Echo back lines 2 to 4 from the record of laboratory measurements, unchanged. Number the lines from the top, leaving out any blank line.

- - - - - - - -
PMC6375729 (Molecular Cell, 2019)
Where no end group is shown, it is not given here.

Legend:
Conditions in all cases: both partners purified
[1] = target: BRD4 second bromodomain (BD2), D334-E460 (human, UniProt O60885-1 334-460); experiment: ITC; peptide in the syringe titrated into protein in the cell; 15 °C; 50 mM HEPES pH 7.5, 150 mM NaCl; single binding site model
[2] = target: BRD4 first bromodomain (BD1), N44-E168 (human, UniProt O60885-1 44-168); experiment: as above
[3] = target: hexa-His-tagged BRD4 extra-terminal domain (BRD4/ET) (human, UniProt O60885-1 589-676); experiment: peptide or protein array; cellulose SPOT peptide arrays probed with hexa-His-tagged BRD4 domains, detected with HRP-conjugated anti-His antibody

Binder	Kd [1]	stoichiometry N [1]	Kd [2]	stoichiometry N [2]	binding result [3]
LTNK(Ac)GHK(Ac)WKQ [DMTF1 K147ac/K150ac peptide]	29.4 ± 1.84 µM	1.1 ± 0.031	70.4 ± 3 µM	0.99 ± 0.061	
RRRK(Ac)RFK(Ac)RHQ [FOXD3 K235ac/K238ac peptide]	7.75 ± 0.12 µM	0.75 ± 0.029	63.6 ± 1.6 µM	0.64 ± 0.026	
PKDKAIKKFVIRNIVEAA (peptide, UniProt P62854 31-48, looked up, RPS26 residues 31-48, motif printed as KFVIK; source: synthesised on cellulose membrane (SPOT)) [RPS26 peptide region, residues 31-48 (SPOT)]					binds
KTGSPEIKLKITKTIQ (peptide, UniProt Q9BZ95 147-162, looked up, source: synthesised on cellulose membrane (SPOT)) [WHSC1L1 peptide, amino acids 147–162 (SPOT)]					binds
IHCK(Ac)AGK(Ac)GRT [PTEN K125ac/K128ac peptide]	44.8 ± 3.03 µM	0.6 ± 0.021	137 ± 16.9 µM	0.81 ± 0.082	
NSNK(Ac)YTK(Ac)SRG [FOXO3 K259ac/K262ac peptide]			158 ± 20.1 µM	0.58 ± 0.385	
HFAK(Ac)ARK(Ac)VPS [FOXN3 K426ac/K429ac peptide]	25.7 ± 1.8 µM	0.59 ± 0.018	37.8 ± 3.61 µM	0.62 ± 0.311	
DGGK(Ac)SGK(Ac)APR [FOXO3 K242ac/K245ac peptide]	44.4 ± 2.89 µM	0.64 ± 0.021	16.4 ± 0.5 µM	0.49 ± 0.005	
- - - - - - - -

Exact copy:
Where no end group is shown, it is not given here.

Legend:
Conditions in all cases: both partners purified